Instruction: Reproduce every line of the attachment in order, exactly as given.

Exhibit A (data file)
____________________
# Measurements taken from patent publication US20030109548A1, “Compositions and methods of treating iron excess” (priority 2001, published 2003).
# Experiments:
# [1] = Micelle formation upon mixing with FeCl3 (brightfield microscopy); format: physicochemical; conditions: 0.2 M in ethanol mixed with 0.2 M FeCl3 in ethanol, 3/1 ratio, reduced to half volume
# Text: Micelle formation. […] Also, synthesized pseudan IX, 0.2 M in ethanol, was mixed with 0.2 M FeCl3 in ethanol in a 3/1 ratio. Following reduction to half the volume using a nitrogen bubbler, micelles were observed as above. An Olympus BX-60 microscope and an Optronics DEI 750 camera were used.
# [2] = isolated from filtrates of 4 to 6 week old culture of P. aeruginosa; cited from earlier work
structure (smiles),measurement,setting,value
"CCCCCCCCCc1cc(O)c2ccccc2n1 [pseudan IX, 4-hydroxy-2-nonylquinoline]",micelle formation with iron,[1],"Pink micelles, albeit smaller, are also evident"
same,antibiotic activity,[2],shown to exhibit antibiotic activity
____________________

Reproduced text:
# Measurements taken from patent publication US20030109548A1, “Compositions and methods of treating iron excess” (priority 2001, published 2003).
# Experiments:
# [1] = Micelle formation upon mixing with FeCl3 (brightfield microscopy); format: physicochemical; conditions: 0.2 M in ethanol mixed with 0.2 M FeCl3 in ethanol, 3/1 ratio, reduced to half volume
# Text: Micelle formation. […] Also, synthesized pseudan IX, 0.2 M in ethanol, was mixed with 0.2 M FeCl3 in ethanol in a 3/1 ratio. Following reduction to half the volume using a nitrogen bubbler, micelles were observed as above. An Olympus BX-60 microscope and an Optronics DEI 750 camera were used.
# [2] = isolated from filtrates of 4 to 6 week old culture of P. aeruginosa; cited from earlier work
structure (smiles),measurement,setting,value
"CCCCCCCCCc1cc(O)c2ccccc2n1 [pseudan IX, 4-hydroxy-2-nonylquinoline]",micelle formation with iron,[1],"Pink micelles, albeit smaller, are also evident"
same,antibiotic activity,[2],shown to exhibit antibiotic activity